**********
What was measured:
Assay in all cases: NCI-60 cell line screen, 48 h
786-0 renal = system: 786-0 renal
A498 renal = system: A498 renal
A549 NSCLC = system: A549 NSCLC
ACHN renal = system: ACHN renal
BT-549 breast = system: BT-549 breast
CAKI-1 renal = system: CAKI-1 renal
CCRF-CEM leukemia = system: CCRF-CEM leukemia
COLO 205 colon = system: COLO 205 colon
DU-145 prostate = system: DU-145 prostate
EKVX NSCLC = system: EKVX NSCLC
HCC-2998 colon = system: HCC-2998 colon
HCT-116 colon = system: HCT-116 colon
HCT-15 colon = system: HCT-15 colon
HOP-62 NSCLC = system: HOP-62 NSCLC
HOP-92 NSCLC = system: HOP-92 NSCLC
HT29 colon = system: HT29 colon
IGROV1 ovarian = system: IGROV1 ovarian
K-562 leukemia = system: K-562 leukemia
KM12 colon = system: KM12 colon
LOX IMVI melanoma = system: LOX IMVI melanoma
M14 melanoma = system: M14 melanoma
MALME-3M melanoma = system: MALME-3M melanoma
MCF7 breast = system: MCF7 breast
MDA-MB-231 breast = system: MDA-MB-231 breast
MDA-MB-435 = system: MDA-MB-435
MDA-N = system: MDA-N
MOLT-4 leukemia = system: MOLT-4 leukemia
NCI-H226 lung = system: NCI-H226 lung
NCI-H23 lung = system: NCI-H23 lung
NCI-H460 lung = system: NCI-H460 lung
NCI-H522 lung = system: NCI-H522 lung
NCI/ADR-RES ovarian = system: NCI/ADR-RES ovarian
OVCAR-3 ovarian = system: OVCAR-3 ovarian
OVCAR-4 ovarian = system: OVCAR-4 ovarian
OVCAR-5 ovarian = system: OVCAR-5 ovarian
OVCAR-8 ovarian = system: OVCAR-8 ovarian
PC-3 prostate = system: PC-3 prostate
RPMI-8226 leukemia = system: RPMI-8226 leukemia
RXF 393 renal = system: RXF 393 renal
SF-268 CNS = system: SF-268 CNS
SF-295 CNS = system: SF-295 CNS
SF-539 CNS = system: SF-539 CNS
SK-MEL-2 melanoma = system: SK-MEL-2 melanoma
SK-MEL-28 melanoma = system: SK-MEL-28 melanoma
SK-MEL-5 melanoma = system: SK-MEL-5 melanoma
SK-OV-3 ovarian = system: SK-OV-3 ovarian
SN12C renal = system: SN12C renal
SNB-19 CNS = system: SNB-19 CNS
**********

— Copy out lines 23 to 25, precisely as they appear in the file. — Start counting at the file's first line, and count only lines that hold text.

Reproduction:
M14 melanoma = system: M14 melanoma
MALME-3M melanoma = system: MALME-3M melanoma
MCF7 breast = system: MCF7 breast